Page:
The former division operative smiled, a sharp wince running over his face as the broken remains of his third and fourth ribs ground against each other. A sharp hiss of pain-flushed air left him as he pushed himself into a higher sitting position.
 

'To be honest, Andre, I have no idea. If I were to guess, the rig, my rifle, and all of my spare ammunition and radio are somewhere back in the main corridor.'
 

Andre sighed as he walked over to his section leader. He knelt and poked his extended index finger into Rook's ribs. He watched Rook's face contort, a fresh wave of nauseating pain rolling through him as Andre kept on with his 'inspection'. Lifting his free hand to Rook's shoulder, he pulled the torn flaps of his suit aside and looked at the hole in Rook's skin.
 

Reaching into a pouch on the front of his rig, he pulled out a trauma pad. The length of high-tensile gauze clutched in his hand, he pushed the Celox-infused pad against Rook's shoulder as he wrapped the bandage over the wound. Pulling tight, he threaded it through the pressure bar and pulled. A muffled whimper of pain left Rook as the pressure built, sending shocking waves of pain through his torn muscle. Snorting out through his nose, he nodded at Patterson and closed his eyes as he pulled again, wrapping the bandage back on itself and sending the pressure ever higher.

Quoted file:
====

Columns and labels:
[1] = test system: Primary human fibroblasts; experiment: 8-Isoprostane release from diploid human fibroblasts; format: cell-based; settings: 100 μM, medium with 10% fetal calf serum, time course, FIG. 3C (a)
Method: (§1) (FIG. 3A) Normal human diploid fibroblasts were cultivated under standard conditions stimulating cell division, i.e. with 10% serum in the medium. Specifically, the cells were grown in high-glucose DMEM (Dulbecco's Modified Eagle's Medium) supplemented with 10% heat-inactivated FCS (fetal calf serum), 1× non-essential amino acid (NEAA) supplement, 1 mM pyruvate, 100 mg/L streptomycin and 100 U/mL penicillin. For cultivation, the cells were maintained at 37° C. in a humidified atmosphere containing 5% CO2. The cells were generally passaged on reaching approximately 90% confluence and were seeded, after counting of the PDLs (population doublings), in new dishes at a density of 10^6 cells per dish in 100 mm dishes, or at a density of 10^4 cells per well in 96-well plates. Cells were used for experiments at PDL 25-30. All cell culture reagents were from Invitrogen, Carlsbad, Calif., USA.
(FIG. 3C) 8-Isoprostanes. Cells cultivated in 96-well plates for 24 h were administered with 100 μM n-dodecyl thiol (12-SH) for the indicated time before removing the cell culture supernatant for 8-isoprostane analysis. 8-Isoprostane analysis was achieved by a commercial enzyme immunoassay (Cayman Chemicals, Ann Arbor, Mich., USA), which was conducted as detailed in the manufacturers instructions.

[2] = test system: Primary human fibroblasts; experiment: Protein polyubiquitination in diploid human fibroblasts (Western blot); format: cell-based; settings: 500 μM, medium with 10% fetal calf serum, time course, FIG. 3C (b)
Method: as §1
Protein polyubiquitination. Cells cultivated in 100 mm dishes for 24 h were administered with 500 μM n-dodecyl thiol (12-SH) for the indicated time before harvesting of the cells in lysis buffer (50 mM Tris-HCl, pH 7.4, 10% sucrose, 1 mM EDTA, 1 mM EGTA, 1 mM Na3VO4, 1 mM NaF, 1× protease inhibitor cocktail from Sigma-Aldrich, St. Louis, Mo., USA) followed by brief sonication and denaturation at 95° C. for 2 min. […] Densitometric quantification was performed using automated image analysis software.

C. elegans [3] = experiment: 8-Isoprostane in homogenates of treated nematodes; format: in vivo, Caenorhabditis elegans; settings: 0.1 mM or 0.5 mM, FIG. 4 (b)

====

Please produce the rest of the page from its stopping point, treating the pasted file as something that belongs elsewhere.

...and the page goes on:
A soft plastic click emanated up from Rook's shoulder as Patterson clipped the end of the bandage into place.

 

'That should see you until we can get exfil; just don't do anything stupid, okay? And pray to god, or whoever the fuck collects your ticket, that it,' he pointed to the freshly covered wound, 'isn't Infected, and I don't mean MRSA.'

 

Rook smiled as he fished in his thigh pocket for a cigar. 'Andre, if it comes down to it, I'll clock myself out rather than turn into one of those fucking things.' He motioned towards the door with his unlit cigar. 'By the way, chuck me your coms; I got to relay into Hawk, let him know what the hell's going on.'